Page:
Now for a sip of water to cleanse the palate, and then the Brooklyn. This is last year’s brew, the 00’-01 bottling, and it’s slightly older than the Victory, but that is not a problem for a beer of this caliber. One immediately notices the difference in head formations. Victory’s was light and tan in color; the Brooklyn forms a huge tower of foam of a slightly darker color. The nose here is far less hoppy here however, though it does have powerful licorice suggestions. Again there’s a rich oily mouthfeel, lots of cocoa notes, some licorice but not as much as the nose promises, warming alcohol in the finish, but none of the hops that the Storm King is packing. Both are exceptional Imperials in my estimation, but I think the Victory gets the nod if only just barely.

OK, now we’re ready to have fun while we’re having fun with beer, and shed any pretension of seriousness. Besides a horizontal comparison, one of the things you can do with two or more beers is to blend them. Unlike the same-style restrictions imposed by nature with a horizontal, blending pretty much allows one to throw caution to the wind and mix whatever you like.

As it happens, I picked up a Belgian Kriek Lambic, or spontaneously fermented ale with cherries added, with my Storm King. The brand is called Cherish from the Van Steenberge brewery in Ertvelde, Belgium. It has lots of almondy cherry flavor and an appetizing sour finish, and I thought it would go nicely with the chocolate notes of the Imperials. So again, I cleansed the palate with water and mixed equal parts of the Kriek and Brooklyn Black Chocolate. The results were remarkable, akin to a liquid cherry cordial without the cloying sweetness in an uncanny fashion. The chocolate was apparent upfront, the cherry becoming more noticeable in the middle and the two melding nicely in the finish. A wonderful experience, just like biting the cordial and getting the chocolate first, then the cherry center, then both together as you chew.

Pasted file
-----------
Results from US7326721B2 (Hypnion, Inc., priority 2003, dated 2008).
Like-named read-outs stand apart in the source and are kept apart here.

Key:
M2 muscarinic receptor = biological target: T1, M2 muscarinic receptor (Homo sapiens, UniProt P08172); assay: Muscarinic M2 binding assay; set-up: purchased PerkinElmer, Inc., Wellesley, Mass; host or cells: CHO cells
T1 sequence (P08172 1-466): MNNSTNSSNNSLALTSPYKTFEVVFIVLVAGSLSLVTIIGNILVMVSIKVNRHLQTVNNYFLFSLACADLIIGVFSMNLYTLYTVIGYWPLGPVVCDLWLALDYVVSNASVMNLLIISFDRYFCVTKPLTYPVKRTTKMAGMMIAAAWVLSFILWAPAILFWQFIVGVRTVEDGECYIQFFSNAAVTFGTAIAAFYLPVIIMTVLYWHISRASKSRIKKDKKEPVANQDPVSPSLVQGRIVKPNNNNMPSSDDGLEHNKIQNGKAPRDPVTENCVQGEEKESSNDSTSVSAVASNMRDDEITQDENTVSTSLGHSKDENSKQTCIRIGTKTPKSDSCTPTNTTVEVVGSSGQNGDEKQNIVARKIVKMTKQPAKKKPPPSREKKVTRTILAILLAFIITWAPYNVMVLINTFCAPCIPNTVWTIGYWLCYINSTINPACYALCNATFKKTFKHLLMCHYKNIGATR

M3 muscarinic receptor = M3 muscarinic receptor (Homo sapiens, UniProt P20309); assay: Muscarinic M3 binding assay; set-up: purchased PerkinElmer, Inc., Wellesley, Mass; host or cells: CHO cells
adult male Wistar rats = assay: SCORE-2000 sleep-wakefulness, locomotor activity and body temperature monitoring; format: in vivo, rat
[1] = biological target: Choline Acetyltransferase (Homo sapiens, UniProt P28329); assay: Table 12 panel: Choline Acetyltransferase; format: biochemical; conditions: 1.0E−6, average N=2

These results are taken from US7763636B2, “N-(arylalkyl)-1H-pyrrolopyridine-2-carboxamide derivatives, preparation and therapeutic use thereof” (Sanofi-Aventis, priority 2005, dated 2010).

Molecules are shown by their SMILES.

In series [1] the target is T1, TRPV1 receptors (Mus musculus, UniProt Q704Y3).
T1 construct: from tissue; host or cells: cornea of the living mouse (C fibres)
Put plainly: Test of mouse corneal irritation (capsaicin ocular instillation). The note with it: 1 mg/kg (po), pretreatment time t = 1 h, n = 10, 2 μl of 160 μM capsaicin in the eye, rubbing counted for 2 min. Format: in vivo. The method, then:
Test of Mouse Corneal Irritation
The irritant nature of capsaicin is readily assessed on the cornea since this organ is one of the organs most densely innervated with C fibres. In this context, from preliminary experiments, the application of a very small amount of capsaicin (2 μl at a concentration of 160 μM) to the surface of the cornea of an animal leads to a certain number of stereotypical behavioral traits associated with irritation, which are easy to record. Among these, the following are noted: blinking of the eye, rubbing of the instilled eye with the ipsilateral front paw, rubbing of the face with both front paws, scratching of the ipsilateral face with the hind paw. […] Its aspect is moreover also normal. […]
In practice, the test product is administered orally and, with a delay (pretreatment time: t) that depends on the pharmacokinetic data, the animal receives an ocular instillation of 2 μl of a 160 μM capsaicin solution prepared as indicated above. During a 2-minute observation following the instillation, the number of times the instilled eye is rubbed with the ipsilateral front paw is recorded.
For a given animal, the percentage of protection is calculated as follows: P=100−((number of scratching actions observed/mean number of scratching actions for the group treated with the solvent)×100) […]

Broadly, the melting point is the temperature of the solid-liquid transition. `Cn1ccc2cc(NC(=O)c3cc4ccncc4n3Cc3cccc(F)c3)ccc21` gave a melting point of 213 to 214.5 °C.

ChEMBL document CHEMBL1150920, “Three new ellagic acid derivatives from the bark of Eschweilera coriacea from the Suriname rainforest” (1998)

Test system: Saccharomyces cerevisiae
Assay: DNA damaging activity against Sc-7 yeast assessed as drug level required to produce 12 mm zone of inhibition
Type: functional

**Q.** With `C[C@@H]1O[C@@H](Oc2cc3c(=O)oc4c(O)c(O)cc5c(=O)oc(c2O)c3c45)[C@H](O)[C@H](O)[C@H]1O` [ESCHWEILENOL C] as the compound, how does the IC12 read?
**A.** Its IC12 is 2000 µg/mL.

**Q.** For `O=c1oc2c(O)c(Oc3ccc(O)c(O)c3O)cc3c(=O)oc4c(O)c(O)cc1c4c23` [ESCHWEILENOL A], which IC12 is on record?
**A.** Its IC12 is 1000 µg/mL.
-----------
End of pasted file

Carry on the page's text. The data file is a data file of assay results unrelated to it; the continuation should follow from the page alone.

The Victory didn’t blend as well. It was still a tasty combination, but the flavors didn’t seem to separate as nicely initially as they did with the Brooklyn. You just get a mélange of the two all the way through that reminds one of a Tobbler Chocolate Orange, perhaps because of the Storm King’s greater hop character.

I hope you had as much fun with this as I did. If these beers are available to you, try it yourself! Boon Kriek is somewhat similar to the Cherish and more available; Lindeman’s is much more common but far more sweet and will yield different results. Still, mixing beers is an exercise in fun, and there’s no reason you can’t achieve excellent results with various brews. Be creative, and above all, have fun!

Thanks for reading, and please excuse me if I must now end this review. After all of this high alcohol imperial stout, I feel as if I've just been crowned.

Update: September 23, 2011:

Storm King is always a treat, but last night I enjoyed it on cask at my local Taco Mac. At $7 for a full 20-ounce mug pour it was quite the value, too. Softer and much lighter in carbonation than the classic version, my mug arrived with a minimal head formation and a potent licorice nose. The licorice carried through to the palate in a big way and combined with a notable fruitiness and a bit of cocoa. The 9.1% alcohol content was very noticeable in the warming finish. This was likely the best Storm King I have ever tasted.

Glad I tried it?  T

Would I rebuy it??


*Pricing data accurate at time of review or latest update. For reference only, based on actual price paid by reviewer.

(B)=Bottled, Canned